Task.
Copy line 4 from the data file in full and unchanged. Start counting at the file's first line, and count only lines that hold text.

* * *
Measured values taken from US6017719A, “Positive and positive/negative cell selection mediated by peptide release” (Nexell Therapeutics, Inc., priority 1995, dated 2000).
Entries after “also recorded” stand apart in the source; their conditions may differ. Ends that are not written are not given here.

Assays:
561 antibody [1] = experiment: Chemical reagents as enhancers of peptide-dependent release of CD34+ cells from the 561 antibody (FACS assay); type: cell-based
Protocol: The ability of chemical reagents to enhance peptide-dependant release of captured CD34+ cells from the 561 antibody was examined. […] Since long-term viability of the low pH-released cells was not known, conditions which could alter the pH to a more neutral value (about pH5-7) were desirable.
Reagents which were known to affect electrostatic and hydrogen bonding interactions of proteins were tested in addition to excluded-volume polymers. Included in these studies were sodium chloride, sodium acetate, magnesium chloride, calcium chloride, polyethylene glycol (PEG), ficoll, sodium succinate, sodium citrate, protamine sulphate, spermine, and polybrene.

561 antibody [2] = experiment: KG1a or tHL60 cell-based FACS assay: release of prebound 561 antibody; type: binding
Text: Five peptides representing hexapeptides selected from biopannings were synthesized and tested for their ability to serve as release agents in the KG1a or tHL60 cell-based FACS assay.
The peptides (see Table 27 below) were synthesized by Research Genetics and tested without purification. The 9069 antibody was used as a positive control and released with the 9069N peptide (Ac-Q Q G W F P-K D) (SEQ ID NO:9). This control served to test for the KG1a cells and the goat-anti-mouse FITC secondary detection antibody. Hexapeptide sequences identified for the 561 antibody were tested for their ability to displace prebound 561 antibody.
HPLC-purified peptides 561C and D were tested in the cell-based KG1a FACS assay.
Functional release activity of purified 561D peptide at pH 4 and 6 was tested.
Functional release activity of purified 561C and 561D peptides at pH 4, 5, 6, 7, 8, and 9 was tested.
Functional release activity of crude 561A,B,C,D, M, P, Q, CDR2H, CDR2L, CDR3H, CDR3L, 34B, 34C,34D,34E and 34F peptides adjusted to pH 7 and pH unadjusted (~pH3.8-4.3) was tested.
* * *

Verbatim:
561 antibody [1] = experiment: Chemical reagents as enhancers of peptide-dependent release of CD34+ cells from the 561 antibody (FACS assay); type: cell-based